Free, though in chains, the mountains stand

Free, though in chains, the mountains stand

Author: James Montgomery
Published in 2 hymnals

Full Text

Free, though in chains, the mountains stand,
The valleys link'd run through the land;
In fellowship the forests thrive,
And streams from streams their strength derive.

The cattle graze in flocks and herds,
In choirs and concerts sing the birds;
Insects by millions ply the wing,
And flowers in peaceful armies spring.

All nature is society,
All nature's voices harmony,
All colours blend to form pure light,--
Why then should Christians not unite?

Thus to the Father pray'd the Son,
"One may they be as We are one,
158
That I in them, and Thou in me,
They one with Us may ever be."

Children of God! combine your bands;
Brethren in Christ! join hearts and hands,
And pray,--for so the Father will'd,
That the Son's prayer may be fulfill'd:--

Fulfill'd in you, fulfill'd in all,
That on the name of Jesus call,
And every covenant of love
They bind on earth be bound above.



Source: Sacred Poems and Hymns #154

Author: James Montgomery

Montgomery, James, son of John Montgomery, a Moravian minister, was born at Irvine, Ayrshire, Nov. 4, 1771. In 1776 he removed with his parents to the Moravian Settlement at Gracehill, near Ballymena, county of Antrim. Two years after he was sent to the Fulneck Seminary, Yorkshire. He left Fulneck in 1787, and entered a retail shop at Mirfield, near Wakefield. Soon tiring of that he entered upon a similar situation at Wath, near Rotherham, only to find it quite as unsuitable to his taste as the former. A journey to London, with the hope of finding a publisher for his youthful poems ended in failure; and in 1792 he was glad to leave Wath for Shefield to join Mr. Gales, an auctioneer, bookseller, and printer of the Sheffield Register newspap… Go to person page >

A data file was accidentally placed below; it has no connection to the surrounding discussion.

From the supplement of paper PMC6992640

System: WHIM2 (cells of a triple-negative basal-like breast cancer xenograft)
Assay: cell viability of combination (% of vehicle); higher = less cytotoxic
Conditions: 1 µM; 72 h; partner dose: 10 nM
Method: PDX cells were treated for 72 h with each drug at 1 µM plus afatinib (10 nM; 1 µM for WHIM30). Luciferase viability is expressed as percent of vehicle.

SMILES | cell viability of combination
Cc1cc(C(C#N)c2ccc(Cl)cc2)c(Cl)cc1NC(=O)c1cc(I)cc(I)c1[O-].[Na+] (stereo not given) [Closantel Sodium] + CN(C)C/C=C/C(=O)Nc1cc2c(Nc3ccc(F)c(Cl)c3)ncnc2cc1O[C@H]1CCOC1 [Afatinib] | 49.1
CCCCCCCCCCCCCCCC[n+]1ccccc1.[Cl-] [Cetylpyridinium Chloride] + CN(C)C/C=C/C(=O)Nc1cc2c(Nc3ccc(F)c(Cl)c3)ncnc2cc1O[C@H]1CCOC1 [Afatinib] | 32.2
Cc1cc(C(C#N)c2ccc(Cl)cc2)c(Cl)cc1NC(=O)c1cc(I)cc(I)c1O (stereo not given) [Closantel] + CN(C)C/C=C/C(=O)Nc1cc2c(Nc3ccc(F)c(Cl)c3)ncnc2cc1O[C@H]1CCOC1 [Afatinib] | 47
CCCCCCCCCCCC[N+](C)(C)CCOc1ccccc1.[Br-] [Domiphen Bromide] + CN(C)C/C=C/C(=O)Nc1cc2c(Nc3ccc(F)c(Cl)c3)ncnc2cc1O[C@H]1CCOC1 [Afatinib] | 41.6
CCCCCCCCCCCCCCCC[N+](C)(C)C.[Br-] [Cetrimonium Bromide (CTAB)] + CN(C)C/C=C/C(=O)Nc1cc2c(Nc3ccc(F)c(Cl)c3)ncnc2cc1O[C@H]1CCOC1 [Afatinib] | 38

Text Information

First Line: Free, though in chains, the mountains stand
Author: James Montgomery
Language: English

Notes

Free, yet in chains, the mountains stand. J. Montgomery. [Christian Union.] Written for the Sheffield Sunday School Union, Whitsuntide gathering, 1837, and printed on a flyleaf for that occasion, [M. MSS.] It was included in his Original Hymns, 1853, No. 154, in 6 stanzas of 4 lines, and headed, "Christian Union symbolized by Natural Objects." In the Scottish Evangelical Union Hymnal, 1878, it begins, "Free, though in chains, the mountains stand." This reading is found in some copies of the Original Hymns, but is not the original text.

--John Julian, Dictionary of Hymnology (1907)

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